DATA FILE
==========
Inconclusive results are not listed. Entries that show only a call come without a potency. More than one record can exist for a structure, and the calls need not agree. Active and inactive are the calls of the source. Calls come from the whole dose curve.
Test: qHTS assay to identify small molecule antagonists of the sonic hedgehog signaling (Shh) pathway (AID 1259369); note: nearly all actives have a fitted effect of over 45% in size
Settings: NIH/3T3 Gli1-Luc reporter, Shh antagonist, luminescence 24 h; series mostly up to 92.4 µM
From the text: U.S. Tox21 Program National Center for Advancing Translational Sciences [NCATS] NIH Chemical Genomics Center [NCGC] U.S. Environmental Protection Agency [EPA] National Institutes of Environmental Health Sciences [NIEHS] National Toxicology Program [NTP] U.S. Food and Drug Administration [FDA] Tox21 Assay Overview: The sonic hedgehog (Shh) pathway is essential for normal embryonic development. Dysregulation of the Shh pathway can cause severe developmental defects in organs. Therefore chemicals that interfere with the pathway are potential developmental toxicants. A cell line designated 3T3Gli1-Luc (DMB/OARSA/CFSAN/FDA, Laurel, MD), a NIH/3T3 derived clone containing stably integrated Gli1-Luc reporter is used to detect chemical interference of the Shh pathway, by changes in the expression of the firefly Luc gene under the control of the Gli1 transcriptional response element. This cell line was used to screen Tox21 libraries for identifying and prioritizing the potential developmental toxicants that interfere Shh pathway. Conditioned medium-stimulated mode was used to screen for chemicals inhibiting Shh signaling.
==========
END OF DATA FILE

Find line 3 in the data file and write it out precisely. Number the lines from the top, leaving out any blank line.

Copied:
Settings: NIH/3T3 Gli1-Luc reporter, Shh antagonist, luminescence 24 h; series mostly up to 92.4 µM